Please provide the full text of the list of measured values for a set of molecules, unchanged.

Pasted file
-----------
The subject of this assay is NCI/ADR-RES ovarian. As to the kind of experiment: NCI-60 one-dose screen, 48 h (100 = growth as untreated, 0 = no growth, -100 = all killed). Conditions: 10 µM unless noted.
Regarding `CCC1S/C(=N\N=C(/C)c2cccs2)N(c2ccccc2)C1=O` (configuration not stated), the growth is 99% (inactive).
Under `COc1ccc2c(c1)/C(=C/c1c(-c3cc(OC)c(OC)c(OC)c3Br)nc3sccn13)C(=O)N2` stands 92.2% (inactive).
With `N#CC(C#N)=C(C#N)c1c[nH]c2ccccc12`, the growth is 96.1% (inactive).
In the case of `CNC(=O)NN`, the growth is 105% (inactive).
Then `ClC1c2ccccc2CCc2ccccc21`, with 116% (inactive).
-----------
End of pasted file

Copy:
The subject of this assay is NCI/ADR-RES ovarian. As to the kind of experiment: NCI-60 one-dose screen, 48 h (100 = growth as untreated, 0 = no growth, -100 = all killed). Conditions: 10 µM unless noted.
Regarding `CCC1S/C(=N\N=C(/C)c2cccs2)N(c2ccccc2)C1=O` (configuration not stated), the growth is 99% (inactive).
Under `COc1ccc2c(c1)/C(=C/c1c(-c3cc(OC)c(OC)c(OC)c3Br)nc3sccn13)C(=O)N2` stands 92.2% (inactive).
With `N#CC(C#N)=C(C#N)c1c[nH]c2ccccc12`, the growth is 96.1% (inactive).
In the case of `CNC(=O)NN`, the growth is 105% (inactive).
Then `ClC1c2ccccc2CCc2ccccc21`, with 116% (inactive).